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Shelley Shearer: Kentucky’s dental offices of the future are here — take a peek at the safe ‘new normal’

As Governor Beshear digests information from a state task force, the American Dental Association and national health organizations, restrictions on dental offices around Kentucky are lifting. You are about to see dental offices as you perhaps never imagined.

We are all working with our staffs right now to implement dramatic changes to keep our patients and staff safe. Here is a rundown on what you can expect in the weeks ahead with the phased, gradual reopening of services that the Governor has mentioned in his daily news briefings.

Dr. Rojas and Dr. Shearer — ready for the ‘new normal’


This is a new way to work preliminarily with patients to assess dental problems, educate and counsel in lieu of an immediate visit. While chatting over Facetime, Google Duo or another video conferencing method is no substitution for an in-the-chair visit, it is a sort of triage that helps us figure out what the patient needs and how urgently the patient must be seen.

Waiting Rooms

Say farewell to time by our cozy fireplace and comfortable chairs. Large waiting rooms are becoming a thing of the past. All registrations, dental histories and payments are evolving toward being taken online or over the phone.

This enables patients to come straight from the car to the exam room without interaction with others. In fact, patients will be screened outside the dental office, usually in a car, before they enter the building. Dental personnel will screen patients and passengers for COVID-19 or other Aerosol Transmitting Disease (ATD) and take temperatures.

They will accompany patients to the office and give a wave to our front desk personnel who will now sit behind protective glass and/or wear PPE (personal protective equipment) that will shield them from air-borne viruses and bacteria. The lone waiting room visitors will be parents of pediatric patients, expected to follow the six-feet-apart rule that they now know so well.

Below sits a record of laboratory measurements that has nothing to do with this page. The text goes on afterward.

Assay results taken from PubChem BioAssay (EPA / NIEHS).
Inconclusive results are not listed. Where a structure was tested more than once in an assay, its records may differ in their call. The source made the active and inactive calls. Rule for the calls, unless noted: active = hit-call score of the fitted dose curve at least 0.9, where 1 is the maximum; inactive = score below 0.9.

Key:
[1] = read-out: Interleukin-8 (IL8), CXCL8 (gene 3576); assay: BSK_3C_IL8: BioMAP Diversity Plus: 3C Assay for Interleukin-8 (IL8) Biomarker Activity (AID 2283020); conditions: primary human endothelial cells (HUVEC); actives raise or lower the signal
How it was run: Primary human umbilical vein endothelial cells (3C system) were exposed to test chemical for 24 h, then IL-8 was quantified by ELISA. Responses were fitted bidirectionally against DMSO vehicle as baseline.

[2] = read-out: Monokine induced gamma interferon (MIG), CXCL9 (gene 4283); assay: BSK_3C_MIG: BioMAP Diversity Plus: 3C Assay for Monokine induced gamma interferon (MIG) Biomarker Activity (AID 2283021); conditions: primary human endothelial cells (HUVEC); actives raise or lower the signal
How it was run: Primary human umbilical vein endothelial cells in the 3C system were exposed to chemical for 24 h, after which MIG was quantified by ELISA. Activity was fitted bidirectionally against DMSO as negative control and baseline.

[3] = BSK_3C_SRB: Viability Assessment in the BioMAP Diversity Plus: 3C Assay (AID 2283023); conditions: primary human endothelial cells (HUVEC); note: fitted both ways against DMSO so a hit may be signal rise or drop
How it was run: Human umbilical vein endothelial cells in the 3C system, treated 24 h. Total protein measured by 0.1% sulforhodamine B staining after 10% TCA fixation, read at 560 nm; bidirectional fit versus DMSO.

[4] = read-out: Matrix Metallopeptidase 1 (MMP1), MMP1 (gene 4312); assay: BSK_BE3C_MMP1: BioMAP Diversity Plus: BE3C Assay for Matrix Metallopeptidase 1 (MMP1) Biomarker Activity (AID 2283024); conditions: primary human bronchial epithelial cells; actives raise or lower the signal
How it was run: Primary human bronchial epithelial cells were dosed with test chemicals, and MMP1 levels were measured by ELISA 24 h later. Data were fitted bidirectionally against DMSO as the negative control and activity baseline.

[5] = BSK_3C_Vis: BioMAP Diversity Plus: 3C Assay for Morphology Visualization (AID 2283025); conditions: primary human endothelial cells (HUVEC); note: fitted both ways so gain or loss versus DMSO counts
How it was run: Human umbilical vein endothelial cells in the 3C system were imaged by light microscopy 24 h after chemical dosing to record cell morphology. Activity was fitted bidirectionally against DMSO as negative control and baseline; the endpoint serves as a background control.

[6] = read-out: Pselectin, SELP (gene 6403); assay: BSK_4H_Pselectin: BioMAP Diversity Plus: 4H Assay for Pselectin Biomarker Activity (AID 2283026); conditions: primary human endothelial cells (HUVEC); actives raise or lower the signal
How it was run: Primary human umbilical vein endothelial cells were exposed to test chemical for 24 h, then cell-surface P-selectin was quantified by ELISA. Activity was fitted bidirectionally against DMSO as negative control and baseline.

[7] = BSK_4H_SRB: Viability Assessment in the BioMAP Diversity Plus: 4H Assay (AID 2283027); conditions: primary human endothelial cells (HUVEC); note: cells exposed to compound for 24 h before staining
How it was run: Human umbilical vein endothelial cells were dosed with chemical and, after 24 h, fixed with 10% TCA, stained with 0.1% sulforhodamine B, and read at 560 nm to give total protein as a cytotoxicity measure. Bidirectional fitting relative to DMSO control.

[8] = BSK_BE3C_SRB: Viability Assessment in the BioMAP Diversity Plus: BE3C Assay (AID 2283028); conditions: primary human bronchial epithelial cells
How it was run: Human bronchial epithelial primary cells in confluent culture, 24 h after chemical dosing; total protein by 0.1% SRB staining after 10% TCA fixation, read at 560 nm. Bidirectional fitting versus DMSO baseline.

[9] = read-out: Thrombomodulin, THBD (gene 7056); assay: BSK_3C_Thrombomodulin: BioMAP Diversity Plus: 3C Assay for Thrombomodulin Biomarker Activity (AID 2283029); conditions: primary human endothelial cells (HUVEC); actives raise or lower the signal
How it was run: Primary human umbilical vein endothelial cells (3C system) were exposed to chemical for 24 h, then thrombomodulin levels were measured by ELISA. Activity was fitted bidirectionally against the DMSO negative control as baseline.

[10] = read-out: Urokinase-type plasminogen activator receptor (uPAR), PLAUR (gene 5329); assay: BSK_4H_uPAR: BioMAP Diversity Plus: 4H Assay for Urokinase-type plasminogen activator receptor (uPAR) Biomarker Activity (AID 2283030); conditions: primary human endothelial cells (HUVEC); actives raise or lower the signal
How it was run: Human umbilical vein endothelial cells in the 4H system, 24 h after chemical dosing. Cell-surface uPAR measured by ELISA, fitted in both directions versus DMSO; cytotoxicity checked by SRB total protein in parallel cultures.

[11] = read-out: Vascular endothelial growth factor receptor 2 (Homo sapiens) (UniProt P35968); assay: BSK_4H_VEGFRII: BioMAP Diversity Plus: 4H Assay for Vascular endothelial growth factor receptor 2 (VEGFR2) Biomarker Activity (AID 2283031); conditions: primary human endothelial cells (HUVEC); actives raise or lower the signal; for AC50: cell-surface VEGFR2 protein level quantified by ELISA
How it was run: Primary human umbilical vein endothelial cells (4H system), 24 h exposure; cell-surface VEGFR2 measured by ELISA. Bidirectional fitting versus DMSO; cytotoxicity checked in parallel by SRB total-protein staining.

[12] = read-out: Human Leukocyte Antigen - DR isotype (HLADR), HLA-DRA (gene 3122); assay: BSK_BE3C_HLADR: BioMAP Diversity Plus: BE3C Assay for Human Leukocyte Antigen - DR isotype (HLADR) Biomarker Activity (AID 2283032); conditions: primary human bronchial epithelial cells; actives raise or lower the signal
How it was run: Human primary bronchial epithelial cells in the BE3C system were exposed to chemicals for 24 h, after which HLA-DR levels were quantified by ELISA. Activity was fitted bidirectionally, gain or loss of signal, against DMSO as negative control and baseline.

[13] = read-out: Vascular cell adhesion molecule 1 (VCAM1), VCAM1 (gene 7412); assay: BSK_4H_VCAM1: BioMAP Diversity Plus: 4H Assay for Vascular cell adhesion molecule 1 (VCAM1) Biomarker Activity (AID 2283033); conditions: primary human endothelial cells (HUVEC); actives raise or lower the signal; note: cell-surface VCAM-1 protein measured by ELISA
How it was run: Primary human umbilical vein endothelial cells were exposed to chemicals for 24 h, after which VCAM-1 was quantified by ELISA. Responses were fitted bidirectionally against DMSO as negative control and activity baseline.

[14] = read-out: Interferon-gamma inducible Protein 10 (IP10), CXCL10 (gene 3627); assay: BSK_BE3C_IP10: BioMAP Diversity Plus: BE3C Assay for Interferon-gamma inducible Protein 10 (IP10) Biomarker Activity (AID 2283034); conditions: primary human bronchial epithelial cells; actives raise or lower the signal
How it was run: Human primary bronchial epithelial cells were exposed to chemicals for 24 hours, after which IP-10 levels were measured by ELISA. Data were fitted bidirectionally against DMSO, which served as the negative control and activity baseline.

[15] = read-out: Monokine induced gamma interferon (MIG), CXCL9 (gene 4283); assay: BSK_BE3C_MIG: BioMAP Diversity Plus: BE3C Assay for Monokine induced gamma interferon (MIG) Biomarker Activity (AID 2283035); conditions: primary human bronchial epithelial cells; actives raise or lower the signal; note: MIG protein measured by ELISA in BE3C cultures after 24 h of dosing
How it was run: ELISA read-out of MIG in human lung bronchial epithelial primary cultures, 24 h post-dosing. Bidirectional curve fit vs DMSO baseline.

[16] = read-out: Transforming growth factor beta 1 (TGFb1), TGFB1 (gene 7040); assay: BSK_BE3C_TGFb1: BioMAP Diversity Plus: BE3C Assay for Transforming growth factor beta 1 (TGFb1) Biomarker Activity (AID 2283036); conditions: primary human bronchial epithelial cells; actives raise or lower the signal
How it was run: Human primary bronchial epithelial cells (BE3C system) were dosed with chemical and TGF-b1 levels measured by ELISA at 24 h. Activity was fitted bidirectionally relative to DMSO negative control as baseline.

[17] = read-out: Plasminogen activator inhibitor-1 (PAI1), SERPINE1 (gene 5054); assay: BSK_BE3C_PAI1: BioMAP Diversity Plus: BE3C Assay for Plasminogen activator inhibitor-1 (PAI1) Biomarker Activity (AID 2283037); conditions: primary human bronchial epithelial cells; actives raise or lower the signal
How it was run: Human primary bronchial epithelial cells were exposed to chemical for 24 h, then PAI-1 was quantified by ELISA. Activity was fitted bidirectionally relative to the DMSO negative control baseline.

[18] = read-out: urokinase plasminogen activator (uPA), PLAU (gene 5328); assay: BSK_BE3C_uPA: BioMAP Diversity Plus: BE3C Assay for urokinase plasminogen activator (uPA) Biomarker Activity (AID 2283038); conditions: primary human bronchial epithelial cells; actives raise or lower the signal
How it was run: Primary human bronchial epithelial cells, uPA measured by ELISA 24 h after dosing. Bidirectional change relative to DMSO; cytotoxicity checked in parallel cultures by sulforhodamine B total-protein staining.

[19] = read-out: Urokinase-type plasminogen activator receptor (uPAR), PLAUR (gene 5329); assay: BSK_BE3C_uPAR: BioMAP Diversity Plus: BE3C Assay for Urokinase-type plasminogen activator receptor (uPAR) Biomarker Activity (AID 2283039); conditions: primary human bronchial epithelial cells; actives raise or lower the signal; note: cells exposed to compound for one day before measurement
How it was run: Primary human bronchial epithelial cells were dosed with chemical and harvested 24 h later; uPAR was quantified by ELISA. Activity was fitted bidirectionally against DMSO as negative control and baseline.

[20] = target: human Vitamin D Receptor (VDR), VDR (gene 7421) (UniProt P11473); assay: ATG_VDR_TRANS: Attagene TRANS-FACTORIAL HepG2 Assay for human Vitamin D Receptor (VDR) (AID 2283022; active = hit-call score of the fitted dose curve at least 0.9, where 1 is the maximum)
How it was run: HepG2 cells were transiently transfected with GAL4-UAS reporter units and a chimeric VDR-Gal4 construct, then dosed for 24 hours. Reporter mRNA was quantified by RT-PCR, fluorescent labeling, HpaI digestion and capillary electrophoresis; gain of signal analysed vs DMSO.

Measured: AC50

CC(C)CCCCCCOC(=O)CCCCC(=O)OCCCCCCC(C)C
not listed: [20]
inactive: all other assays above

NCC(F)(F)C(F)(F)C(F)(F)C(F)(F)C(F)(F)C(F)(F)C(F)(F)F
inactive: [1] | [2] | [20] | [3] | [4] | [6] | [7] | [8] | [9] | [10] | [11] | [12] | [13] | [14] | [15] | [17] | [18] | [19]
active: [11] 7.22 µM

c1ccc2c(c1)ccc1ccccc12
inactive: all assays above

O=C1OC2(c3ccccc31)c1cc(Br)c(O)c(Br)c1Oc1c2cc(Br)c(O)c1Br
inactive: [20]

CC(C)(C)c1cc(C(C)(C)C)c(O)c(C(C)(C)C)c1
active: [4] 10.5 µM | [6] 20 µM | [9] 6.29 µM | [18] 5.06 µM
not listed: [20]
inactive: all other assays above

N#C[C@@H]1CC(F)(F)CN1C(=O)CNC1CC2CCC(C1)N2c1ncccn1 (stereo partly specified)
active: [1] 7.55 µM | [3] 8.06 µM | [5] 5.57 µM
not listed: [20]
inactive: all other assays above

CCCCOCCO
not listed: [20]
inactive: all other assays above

In cases where dental offices or patients are not yet ready to process paperwork online, the Commonwealth recommends that pens used by patients and visitors should be considered the property of the user and credit cards will be disinfected before their use by office staff.

The Dental Team

All team members will be screened daily for symptoms and body temperature. These results will be recorded and filed daily. Any ill staff are required to remain at home. Special guidelines have been prepared for dealing with staff who have contracted and recovered from COVID-19.

Retrofitting the waiting room.

Of course, an emphasis on handwashing will be even greater than what we experience now, ensuring that our patients, no matter how young, get the royal treatment as will their masked pediatric guardians if they must be present. Hand sanitizer is expected to be plentiful. As for PPE, all dental professionals seek to use the professional-grade N95 masks, known to eliminate 95% of airborne elements. Masks for anyone who enters the office is the new normal. Expect the dental team to wear non-latex gloves and change them between patients.


If you thought our offices were clean before, just wait. We’ll be sanitizing and disinfecting in a greatly enhanced manner, cleaning surfaces in treatment areas between each patient and at the end of the day. We will also place greater emphasis on cleaning entrances, waiting area chairs (the few we may have left), and restrooms.

COVID-19 Positive Patients

These individuals may still need dental care and a long wait for an appointment may not be in their best interest. They will be scheduled as the last patient of the day to reduce contact. The dental team will be ready with gowns, gloves, N95 masks, goggles with side protection, face shields and hair coverings. Dental surfaces will be disinfected both after the patient leaves and then again first thing in the morning.

To reduce airborne viruses spreading, the public may not have heard of the use of treatment boxes that fit over a patient’s head, leaving access to the mouth, UV lights, and various generators that can clean the treatment room atmosphere. Sterilization of equipment is still a vital mainstay.

Our New Normal

We are all adjusting to new paradigms for societal interaction. Dental offices are no exception. While this new normal is an adjustment for all of us, we are willing to do whatever it takes to keep our patients and dental staff as safe as possible.

Dr. Shelley Shearer is a graduate of the University of Louisville Dental School and Founder of Shearer Family and Cosmetic Dentistry in Florence, the largest all-female dental practice in Northern Kentucky.

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